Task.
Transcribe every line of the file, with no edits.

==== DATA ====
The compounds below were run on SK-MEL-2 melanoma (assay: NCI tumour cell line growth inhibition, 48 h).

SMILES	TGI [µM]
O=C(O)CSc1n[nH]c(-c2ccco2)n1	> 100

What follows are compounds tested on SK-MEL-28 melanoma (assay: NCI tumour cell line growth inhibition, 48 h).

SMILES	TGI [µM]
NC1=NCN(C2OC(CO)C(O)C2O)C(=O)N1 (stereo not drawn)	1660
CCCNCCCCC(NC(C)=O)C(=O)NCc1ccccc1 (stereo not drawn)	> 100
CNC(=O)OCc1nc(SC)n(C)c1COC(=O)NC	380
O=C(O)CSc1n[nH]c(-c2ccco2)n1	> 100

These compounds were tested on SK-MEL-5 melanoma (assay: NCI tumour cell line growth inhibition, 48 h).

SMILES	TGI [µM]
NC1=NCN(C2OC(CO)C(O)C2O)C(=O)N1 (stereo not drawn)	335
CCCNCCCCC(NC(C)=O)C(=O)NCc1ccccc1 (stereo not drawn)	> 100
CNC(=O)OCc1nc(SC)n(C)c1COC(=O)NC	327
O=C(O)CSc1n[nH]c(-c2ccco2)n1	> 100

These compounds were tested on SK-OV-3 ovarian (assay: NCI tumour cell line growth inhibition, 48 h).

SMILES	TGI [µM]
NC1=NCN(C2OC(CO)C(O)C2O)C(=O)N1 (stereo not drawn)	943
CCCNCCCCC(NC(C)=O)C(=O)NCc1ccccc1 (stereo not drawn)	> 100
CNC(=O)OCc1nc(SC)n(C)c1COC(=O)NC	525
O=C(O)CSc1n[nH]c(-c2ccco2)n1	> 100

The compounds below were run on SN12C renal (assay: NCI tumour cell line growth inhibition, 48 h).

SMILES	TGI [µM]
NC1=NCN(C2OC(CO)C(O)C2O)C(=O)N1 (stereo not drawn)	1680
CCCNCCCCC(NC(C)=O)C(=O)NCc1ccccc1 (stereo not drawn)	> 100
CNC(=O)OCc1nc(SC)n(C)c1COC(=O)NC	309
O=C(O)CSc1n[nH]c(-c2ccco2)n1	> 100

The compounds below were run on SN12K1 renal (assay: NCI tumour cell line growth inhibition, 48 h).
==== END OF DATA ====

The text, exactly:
The compounds below were run on SK-MEL-2 melanoma (assay: NCI tumour cell line growth inhibition, 48 h).

SMILES	TGI [µM]
O=C(O)CSc1n[nH]c(-c2ccco2)n1	> 100

What follows are compounds tested on SK-MEL-28 melanoma (assay: NCI tumour cell line growth inhibition, 48 h).

SMILES	TGI [µM]
NC1=NCN(C2OC(CO)C(O)C2O)C(=O)N1 (stereo not drawn)	1660
CCCNCCCCC(NC(C)=O)C(=O)NCc1ccccc1 (stereo not drawn)	> 100
CNC(=O)OCc1nc(SC)n(C)c1COC(=O)NC	380
O=C(O)CSc1n[nH]c(-c2ccco2)n1	> 100

These compounds were tested on SK-MEL-5 melanoma (assay: NCI tumour cell line growth inhibition, 48 h).

SMILES	TGI [µM]
NC1=NCN(C2OC(CO)C(O)C2O)C(=O)N1 (stereo not drawn)	335
CCCNCCCCC(NC(C)=O)C(=O)NCc1ccccc1 (stereo not drawn)	> 100
CNC(=O)OCc1nc(SC)n(C)c1COC(=O)NC	327
O=C(O)CSc1n[nH]c(-c2ccco2)n1	> 100

These compounds were tested on SK-OV-3 ovarian (assay: NCI tumour cell line growth inhibition, 48 h).

SMILES	TGI [µM]
NC1=NCN(C2OC(CO)C(O)C2O)C(=O)N1 (stereo not drawn)	943
CCCNCCCCC(NC(C)=O)C(=O)NCc1ccccc1 (stereo not drawn)	> 100
CNC(=O)OCc1nc(SC)n(C)c1COC(=O)NC	525
O=C(O)CSc1n[nH]c(-c2ccco2)n1	> 100

The compounds below were run on SN12C renal (assay: NCI tumour cell line growth inhibition, 48 h).

SMILES	TGI [µM]
NC1=NCN(C2OC(CO)C(O)C2O)C(=O)N1 (stereo not drawn)	1680
CCCNCCCCC(NC(C)=O)C(=O)NCc1ccccc1 (stereo not drawn)	> 100
CNC(=O)OCc1nc(SC)n(C)c1COC(=O)NC	309
O=C(O)CSc1n[nH]c(-c2ccco2)n1	> 100

The compounds below were run on SN12K1 renal (assay: NCI tumour cell line growth inhibition, 48 h).